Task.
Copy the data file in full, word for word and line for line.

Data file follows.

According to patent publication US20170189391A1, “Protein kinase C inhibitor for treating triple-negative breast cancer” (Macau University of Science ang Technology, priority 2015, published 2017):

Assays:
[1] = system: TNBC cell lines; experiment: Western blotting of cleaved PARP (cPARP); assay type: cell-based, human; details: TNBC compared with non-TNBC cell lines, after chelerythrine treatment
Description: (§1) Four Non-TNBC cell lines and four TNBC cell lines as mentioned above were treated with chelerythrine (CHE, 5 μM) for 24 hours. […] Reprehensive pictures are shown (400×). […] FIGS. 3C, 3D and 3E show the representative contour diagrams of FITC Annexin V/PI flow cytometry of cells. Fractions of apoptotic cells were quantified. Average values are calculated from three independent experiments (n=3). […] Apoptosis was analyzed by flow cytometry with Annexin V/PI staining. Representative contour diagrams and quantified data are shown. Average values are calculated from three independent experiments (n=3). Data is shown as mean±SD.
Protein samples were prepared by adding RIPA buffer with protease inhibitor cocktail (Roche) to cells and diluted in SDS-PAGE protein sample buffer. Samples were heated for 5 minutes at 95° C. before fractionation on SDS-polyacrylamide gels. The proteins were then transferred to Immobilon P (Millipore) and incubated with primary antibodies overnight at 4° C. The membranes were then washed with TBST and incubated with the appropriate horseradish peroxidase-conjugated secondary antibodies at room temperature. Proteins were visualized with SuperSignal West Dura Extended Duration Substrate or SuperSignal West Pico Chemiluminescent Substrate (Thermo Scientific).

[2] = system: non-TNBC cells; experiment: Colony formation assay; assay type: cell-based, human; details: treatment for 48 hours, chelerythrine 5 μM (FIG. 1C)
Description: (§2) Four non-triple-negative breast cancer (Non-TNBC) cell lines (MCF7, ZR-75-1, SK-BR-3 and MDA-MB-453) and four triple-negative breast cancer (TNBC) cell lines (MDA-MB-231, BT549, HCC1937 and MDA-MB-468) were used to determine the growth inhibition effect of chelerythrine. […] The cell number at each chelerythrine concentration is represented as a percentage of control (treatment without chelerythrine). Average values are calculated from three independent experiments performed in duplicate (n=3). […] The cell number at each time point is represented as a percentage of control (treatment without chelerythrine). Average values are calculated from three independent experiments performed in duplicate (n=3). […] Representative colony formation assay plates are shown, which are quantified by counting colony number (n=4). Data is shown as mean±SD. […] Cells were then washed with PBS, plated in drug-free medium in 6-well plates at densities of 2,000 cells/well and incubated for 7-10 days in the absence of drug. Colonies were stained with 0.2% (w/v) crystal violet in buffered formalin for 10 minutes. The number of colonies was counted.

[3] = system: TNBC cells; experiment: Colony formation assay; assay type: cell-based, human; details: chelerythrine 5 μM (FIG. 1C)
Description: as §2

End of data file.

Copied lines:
According to patent publication US20170189391A1, “Protein kinase C inhibitor for treating triple-negative breast cancer” (Macau University of Science ang Technology, priority 2015, published 2017):

Assays:
[1] = system: TNBC cell lines; experiment: Western blotting of cleaved PARP (cPARP); assay type: cell-based, human; details: TNBC compared with non-TNBC cell lines, after chelerythrine treatment
Description: (§1) Four Non-TNBC cell lines and four TNBC cell lines as mentioned above were treated with chelerythrine (CHE, 5 μM) for 24 hours. […] Reprehensive pictures are shown (400×). […] FIGS. 3C, 3D and 3E show the representative contour diagrams of FITC Annexin V/PI flow cytometry of cells. Fractions of apoptotic cells were quantified. Average values are calculated from three independent experiments (n=3). […] Apoptosis was analyzed by flow cytometry with Annexin V/PI staining. Representative contour diagrams and quantified data are shown. Average values are calculated from three independent experiments (n=3). Data is shown as mean±SD.
Protein samples were prepared by adding RIPA buffer with protease inhibitor cocktail (Roche) to cells and diluted in SDS-PAGE protein sample buffer. Samples were heated for 5 minutes at 95° C. before fractionation on SDS-polyacrylamide gels. The proteins were then transferred to Immobilon P (Millipore) and incubated with primary antibodies overnight at 4° C. The membranes were then washed with TBST and incubated with the appropriate horseradish peroxidase-conjugated secondary antibodies at room temperature. Proteins were visualized with SuperSignal West Dura Extended Duration Substrate or SuperSignal West Pico Chemiluminescent Substrate (Thermo Scientific).

[2] = system: non-TNBC cells; experiment: Colony formation assay; assay type: cell-based, human; details: treatment for 48 hours, chelerythrine 5 μM (FIG. 1C)
Description: (§2) Four non-triple-negative breast cancer (Non-TNBC) cell lines (MCF7, ZR-75-1, SK-BR-3 and MDA-MB-453) and four triple-negative breast cancer (TNBC) cell lines (MDA-MB-231, BT549, HCC1937 and MDA-MB-468) were used to determine the growth inhibition effect of chelerythrine. […] The cell number at each chelerythrine concentration is represented as a percentage of control (treatment without chelerythrine). Average values are calculated from three independent experiments performed in duplicate (n=3). […] The cell number at each time point is represented as a percentage of control (treatment without chelerythrine). Average values are calculated from three independent experiments performed in duplicate (n=3). […] Representative colony formation assay plates are shown, which are quantified by counting colony number (n=4). Data is shown as mean±SD. […] Cells were then washed with PBS, plated in drug-free medium in 6-well plates at densities of 2,000 cells/well and incubated for 7-10 days in the absence of drug. Colonies were stained with 0.2% (w/v) crystal violet in buffered formalin for 10 minutes. The number of colonies was counted.

[3] = system: TNBC cells; experiment: Colony formation assay; assay type: cell-based, human; details: chelerythrine 5 μM (FIG. 1C)
Description: as §2